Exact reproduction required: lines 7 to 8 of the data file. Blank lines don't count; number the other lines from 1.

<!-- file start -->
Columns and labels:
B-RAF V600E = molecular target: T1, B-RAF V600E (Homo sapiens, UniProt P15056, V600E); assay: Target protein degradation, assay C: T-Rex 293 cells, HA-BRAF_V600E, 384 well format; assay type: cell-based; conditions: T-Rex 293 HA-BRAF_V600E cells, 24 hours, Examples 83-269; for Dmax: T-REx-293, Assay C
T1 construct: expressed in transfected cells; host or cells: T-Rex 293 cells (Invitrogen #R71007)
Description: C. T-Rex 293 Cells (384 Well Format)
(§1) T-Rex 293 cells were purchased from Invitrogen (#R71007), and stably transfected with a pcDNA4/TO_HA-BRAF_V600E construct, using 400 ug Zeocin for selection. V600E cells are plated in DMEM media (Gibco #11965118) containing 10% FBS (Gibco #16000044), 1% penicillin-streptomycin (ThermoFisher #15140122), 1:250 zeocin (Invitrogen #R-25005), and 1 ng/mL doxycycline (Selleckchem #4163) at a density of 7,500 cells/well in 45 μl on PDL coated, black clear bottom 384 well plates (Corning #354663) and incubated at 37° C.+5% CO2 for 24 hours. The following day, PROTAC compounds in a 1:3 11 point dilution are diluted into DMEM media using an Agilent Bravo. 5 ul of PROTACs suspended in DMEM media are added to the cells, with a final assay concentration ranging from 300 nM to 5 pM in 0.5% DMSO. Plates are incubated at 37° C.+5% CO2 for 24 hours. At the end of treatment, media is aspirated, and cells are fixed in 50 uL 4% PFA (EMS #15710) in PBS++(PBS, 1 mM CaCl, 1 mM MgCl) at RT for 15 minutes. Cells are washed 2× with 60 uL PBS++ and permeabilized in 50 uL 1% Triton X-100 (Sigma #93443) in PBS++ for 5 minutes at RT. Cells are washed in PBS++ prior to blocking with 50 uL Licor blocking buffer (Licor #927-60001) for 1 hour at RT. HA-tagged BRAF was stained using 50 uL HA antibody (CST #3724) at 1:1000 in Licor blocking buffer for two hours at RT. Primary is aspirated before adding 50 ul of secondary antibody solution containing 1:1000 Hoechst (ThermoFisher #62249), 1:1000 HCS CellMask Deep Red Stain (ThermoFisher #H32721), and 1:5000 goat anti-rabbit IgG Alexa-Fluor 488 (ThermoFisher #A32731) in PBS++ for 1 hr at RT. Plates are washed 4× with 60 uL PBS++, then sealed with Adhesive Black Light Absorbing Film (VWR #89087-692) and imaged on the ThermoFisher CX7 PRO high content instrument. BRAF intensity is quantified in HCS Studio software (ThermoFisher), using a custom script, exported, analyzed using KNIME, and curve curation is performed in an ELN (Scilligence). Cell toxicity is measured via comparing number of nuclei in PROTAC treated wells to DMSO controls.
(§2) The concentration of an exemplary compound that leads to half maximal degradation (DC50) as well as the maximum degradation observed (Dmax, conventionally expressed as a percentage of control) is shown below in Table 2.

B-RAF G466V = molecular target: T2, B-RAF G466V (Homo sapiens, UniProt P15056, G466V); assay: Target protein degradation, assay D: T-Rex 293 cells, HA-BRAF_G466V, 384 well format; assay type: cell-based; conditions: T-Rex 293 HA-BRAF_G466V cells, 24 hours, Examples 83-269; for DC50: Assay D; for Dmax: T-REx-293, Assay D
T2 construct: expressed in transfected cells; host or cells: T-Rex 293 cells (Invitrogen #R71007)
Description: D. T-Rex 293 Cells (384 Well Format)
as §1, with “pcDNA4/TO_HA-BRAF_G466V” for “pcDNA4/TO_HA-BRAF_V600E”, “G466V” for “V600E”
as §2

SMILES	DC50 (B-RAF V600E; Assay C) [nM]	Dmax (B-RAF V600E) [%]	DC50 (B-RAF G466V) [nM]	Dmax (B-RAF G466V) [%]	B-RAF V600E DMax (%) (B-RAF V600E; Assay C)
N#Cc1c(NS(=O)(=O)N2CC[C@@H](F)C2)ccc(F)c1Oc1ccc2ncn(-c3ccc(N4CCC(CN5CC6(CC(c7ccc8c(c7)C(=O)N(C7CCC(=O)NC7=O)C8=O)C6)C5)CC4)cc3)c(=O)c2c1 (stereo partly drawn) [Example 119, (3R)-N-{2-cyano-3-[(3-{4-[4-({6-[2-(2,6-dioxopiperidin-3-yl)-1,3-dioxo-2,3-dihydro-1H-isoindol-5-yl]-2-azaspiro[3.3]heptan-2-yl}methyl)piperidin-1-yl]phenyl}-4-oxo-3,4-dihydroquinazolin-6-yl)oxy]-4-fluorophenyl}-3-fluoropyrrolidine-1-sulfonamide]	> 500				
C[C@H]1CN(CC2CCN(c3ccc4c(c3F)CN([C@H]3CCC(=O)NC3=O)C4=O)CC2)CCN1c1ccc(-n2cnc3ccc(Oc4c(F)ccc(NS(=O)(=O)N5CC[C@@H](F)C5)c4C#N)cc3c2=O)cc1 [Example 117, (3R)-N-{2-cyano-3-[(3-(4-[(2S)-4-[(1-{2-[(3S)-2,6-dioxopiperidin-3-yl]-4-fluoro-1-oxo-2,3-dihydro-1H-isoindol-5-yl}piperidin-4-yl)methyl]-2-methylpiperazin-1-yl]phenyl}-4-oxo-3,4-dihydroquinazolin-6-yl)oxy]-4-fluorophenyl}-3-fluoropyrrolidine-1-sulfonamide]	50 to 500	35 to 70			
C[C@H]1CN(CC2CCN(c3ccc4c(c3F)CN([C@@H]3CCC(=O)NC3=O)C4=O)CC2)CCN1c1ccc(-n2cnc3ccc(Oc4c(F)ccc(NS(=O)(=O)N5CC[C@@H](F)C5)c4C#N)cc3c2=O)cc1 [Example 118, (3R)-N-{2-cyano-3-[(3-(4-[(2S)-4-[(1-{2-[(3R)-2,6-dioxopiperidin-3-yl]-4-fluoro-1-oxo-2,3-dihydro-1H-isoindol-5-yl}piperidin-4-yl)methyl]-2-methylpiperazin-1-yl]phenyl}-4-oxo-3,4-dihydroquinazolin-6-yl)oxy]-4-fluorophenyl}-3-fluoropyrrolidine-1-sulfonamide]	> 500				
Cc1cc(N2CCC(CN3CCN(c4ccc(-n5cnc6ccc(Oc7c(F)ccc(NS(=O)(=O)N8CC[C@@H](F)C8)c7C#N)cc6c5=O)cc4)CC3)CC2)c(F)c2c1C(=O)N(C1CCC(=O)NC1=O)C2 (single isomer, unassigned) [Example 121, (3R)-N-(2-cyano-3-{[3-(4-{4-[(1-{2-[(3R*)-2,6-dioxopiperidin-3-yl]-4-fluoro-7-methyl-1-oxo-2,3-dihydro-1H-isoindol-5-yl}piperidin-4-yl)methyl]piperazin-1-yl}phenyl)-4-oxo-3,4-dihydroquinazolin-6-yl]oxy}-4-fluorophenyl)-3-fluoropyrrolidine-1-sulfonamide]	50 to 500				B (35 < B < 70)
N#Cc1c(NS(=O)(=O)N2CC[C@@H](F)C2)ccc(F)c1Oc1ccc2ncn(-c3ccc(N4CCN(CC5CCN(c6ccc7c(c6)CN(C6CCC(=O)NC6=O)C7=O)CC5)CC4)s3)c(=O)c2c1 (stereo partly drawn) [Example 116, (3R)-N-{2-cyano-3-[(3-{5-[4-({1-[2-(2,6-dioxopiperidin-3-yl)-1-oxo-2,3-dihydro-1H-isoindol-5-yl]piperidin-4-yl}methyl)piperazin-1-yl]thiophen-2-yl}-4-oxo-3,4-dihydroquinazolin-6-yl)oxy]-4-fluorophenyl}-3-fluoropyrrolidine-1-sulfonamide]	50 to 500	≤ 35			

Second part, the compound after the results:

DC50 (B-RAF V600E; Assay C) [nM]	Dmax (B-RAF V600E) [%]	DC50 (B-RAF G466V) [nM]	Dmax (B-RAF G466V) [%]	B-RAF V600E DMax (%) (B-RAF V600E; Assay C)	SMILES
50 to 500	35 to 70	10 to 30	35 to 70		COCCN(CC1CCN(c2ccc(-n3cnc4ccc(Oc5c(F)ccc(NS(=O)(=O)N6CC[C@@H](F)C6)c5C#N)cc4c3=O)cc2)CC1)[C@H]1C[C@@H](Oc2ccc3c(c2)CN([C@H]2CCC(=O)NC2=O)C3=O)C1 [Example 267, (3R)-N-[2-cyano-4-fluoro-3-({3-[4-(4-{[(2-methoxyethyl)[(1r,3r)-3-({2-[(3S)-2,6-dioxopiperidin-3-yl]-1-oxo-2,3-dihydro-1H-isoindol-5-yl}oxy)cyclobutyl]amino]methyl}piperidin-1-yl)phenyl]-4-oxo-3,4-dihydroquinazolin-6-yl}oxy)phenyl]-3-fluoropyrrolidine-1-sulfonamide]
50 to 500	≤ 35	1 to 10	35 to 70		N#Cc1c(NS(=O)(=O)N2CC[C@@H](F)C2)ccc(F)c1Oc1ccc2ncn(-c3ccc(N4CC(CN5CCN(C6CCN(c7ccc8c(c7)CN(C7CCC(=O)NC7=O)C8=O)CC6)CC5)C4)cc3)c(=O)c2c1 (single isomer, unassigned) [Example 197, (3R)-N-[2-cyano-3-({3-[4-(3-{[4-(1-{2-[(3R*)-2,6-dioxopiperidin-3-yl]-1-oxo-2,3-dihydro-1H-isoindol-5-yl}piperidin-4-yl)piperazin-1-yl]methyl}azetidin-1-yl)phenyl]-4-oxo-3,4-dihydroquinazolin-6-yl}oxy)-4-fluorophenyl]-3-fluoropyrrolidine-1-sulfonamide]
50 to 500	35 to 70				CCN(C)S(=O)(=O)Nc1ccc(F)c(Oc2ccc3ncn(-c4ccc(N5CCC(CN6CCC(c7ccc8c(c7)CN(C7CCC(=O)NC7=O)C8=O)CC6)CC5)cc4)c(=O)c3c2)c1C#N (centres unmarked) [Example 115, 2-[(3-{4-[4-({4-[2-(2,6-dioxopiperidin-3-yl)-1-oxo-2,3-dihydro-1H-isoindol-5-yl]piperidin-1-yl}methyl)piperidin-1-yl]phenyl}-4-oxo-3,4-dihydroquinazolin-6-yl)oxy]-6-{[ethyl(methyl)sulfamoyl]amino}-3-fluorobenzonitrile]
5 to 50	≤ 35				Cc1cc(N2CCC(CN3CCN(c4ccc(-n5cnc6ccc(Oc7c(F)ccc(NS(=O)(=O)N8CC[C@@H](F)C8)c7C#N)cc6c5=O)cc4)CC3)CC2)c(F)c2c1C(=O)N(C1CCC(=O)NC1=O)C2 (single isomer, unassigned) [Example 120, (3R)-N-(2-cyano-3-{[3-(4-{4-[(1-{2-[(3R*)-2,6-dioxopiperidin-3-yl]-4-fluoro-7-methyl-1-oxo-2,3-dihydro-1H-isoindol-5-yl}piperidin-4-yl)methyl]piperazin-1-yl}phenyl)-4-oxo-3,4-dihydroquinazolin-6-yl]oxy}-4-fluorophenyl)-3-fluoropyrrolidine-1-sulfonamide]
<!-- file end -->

B-RAF G466V = molecular target: T2, B-RAF G466V (Homo sapiens, UniProt P15056, G466V); assay: Target protein degradation, assay D: T-Rex 293 cells, HA-BRAF_G466V, 384 well format; assay type: cell-based; conditions: T-Rex 293 HA-BRAF_G466V cells, 24 hours, Examples 83-269; for DC50: Assay D; for Dmax: T-REx-293, Assay D
T2 construct: expressed in transfected cells; host or cells: T-Rex 293 cells (Invitrogen #R71007)